Page 60 - Jewish Book Annual Volume 19

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JEWISH LITERATURE IN SWEDEN AND
IN SWEDISH
By C.
V
i l h
. J
a c o b o w s k y
T
HE last official census of Jews in Sweden, dated 1930, is given
as 6,653. Refugees from the Nazi persecutions in Germany
and later from the German occupied countries augmented this
number, and when the victims from the concentration camps
arrived in 1945, the number of Jews in Sweden may have reached
15,000. Since most of “the saved of 1945” have immigrated to
other countries, the present Jewish population is estimated at
between eight and ten thousand. It is thus evident that the
Jewish concentration in Sweden has never been large.
In view of this numerical paucity and of the fact that Jews
have lived in Sweden only since 1774, it is surprising to find
so many Hebrew books, printed more than 200 years ago, in all
the Swedish university and diocesan libraries. These books, deal­
ing with exegetical, philological and kindred subjects, bear witness
to a period when rabbinical studies flourished at the universities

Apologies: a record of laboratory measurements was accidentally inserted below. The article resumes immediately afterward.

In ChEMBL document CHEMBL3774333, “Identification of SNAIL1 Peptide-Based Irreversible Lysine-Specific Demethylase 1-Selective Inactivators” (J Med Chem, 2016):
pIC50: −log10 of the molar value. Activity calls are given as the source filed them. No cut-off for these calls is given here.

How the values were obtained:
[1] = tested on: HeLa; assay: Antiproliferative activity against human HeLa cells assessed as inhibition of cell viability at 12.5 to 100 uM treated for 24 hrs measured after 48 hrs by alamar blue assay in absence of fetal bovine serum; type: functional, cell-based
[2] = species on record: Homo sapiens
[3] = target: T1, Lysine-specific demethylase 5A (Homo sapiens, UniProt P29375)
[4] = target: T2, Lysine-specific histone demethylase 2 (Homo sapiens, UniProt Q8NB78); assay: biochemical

in Sweden. As early as the 17th century, Christian scholars studied
Talmud and Rabbinica. Among them were Gustaf Peringer
(who edited tractates Avodah Zarah and Tamid, Altorf 1680,
and who visited the Karaites), Joh. Palmroot, Daniel Lundius,
and Ol. Celsius sen. In “Rabbinische Studien in Schweden 1676-
1750,” which is the third chapter in his interesting book
Philo-
semitismus im Barock
(Tubingen, 1952), Professor H. J . Schoeps
of Erlangen, Germany, enumerates thirty works by Swedish
scholars, some translations into Latin of rabbinical commentaries
and other independent publications. He also listed eighty-four
dissertations in 144 parts on rabbinical subjects, defended at the
Swedish universities in the years 1682-1747 under 24 professors,
and ten dissertations by Swedes in German universities, all written
in Latin. After a hiatus of more than a century, another appeared
in Uppsala in 1857. When F. A. Fehr defended his dissertation
on Sanhedrin I in 1872, Chief Rabbi G. Klein functioned as
opponent.
Swedish exegetes and philologists have made valuable con­
tributions to Rabbinica. Herman Almkvist edited Mechilta Bo
(Uppsala, 1892). Among recent and contemporary scholars I may
mention Hugo Odeberg, Gillis Gerleman and Erik Sjoeberg
(deceased 1960). Th. Ysander (a bishop, deceased 1960) was
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